Gantz is a sexually-charged sci-fi head-trip' a gory experiment in flesh and blood where the only thing worse than dying is dying again.
If you are chosen by the bizarre black sphere known as the Gantz, you are already dead. You remember dying, yet you can eat, sleep, have sex; it feels a lot like life. Strangers join you in this limbo. While some are good, some are very bad. All are dead like you for now.
You might be able to reclaim your mortality. But first, the Gantz demands that you undertake missions of brutality and madness, killing aliens hidden among the population. It is your only chance and you have no choice. You must play this disturbing game. You must experience this nightmare. And if you die again and you likely will it's permanent.
opens, alienated high-school student Kei Kurono and his childhood friend Masuru Kato are killed rescuing a wino who's fallen on the subway tracks. They wake up in a room dominated by Gantz, a mysterious black sphere that sends them and other newly dead people on missions to kill weird aliens hiding on Earth. Among the recently departed is buxom redhead Kei Kishimoto, and Kurono's visible reactions to her overendowed figure constitute one of the running gags in the series. But Kei falls for Kato, who can't bring himself to shoot even the most grotesque alien--although he has no qualms about beating a menacing upperclassman to a pulp. After each assignment, Gantz awards the surviving participants points: if anyone makes it through enough battles and takes out enough aliens to acquire 100 points, they're set free. The inane plot is little more than an excuse to show all the blood, gore, and nudity the filmmakers can pack into each 22-minute episode. Although Kurono goes berserk fighting aliens, he can't save his friends from being crushed, shot, eviscerated, and cut in half. The story shifts illogically, violating rules that were established a few episodes earlier, before stumbling to a conclusion that has nothing to do with most of the previous action. Gantz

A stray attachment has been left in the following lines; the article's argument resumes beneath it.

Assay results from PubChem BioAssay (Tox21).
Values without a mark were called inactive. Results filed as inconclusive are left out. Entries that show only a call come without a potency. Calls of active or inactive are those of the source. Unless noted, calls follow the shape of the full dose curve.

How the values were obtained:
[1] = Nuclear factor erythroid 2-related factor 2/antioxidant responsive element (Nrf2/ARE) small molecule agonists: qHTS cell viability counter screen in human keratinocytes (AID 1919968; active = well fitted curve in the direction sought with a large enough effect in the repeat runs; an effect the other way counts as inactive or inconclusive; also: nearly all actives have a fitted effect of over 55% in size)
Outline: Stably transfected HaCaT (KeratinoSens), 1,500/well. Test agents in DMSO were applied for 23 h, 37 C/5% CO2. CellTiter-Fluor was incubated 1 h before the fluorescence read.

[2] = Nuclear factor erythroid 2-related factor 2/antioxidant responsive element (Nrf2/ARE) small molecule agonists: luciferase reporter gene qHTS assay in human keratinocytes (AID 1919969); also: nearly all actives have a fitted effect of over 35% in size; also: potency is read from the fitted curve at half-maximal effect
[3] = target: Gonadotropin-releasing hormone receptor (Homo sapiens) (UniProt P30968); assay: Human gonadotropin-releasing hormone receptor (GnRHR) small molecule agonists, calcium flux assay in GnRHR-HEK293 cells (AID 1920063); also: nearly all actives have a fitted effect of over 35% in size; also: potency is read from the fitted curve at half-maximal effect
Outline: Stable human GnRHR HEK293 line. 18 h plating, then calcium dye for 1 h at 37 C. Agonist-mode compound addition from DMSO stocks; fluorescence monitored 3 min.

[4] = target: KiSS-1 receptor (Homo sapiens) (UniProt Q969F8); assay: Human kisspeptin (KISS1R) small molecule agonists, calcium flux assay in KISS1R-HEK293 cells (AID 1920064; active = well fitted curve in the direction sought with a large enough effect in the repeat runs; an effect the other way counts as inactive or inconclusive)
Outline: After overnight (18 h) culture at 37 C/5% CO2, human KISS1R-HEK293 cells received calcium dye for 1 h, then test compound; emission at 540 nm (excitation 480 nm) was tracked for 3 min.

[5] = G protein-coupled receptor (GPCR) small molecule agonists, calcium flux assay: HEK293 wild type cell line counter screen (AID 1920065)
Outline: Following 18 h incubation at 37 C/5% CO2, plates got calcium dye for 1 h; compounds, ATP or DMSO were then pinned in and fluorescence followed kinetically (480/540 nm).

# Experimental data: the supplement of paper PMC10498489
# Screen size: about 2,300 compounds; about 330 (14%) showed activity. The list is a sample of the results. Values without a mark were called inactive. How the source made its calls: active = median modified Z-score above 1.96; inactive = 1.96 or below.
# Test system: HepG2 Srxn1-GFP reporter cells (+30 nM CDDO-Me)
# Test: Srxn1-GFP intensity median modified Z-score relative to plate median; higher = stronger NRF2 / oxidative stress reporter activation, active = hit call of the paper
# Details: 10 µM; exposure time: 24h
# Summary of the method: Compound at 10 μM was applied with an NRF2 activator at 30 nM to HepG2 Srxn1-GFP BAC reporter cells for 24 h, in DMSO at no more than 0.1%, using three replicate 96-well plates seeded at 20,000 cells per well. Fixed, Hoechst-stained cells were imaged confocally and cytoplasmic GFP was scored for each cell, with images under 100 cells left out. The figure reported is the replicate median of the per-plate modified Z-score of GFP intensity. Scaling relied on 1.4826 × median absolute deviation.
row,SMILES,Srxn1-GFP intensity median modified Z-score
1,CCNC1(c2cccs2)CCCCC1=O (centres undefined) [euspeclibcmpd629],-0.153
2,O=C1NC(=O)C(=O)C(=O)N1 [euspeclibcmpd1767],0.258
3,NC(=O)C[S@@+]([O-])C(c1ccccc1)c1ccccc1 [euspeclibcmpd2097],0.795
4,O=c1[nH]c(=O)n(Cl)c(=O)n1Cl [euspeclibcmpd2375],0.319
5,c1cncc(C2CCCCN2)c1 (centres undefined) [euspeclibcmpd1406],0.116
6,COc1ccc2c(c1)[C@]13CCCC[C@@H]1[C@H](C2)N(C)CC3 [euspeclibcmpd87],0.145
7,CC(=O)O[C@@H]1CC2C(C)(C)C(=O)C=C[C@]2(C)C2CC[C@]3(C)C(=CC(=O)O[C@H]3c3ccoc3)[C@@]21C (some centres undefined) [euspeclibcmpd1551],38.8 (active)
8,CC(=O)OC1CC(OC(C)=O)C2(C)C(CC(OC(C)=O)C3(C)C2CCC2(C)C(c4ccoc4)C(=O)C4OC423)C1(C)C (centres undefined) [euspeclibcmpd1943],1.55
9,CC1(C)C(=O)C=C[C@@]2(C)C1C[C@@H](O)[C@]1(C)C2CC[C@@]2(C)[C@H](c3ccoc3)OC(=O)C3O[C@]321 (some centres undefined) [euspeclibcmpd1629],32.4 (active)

feels like a throwback to the early '80s, despite director Ichiroh Itano's heavy-handed efforts to jazz things up with split-screen effects, reverse colors, badly integrated CG, and odd camera angles. Gantz
was heavily edited when it was broadcast in Japan in 2004, but these uncut episodes seem less like the focus of the battle over censorship Itano describes in his interview than a cheesy exercise in gratuitous violence. A live-action feature adaptation of Gantz
debuted in Japan in January 2010. (Rated TV MA; suitable for ages 17 and older: nudity, sexual and toilet humor, graphic violence, violence against women, violence against children, torture, explicit sexual situations, suicide, grotesque imagery, extensive profanity, tobacco and drug use, ethnic stereotypes) --Charles Solomon
(1. It's the Beginning of a Brand New Day, 2. They Aren't Human, 3. Kei, You're Awesome, 4. Okay Hear Are Your Skores (sic), 5. That Means at the Time, 6. All Right! 7. We're After You, 8. Uh-oh! 9. I'll Kill You Without a Moment's Hesitation, 10. Yuzo? 11. He Can't Shoot, 12. Kato, You Wait Here, 13. Please Die, 14. Goodbye, 15. I Wanna Be There Now! 16. I'm on It! 17. I Can Shoot Them, Can't I? 18. Welcome Back! 19. What the Hell Is That? 20. Just Shoot Me! 21. Big Brother, 22. Don't Ever Say That Again! 23. Kurono Alien! 24. No Labyrinth Is Inaccessible, 25. Let's All Go Back Alive, 26. Please Live)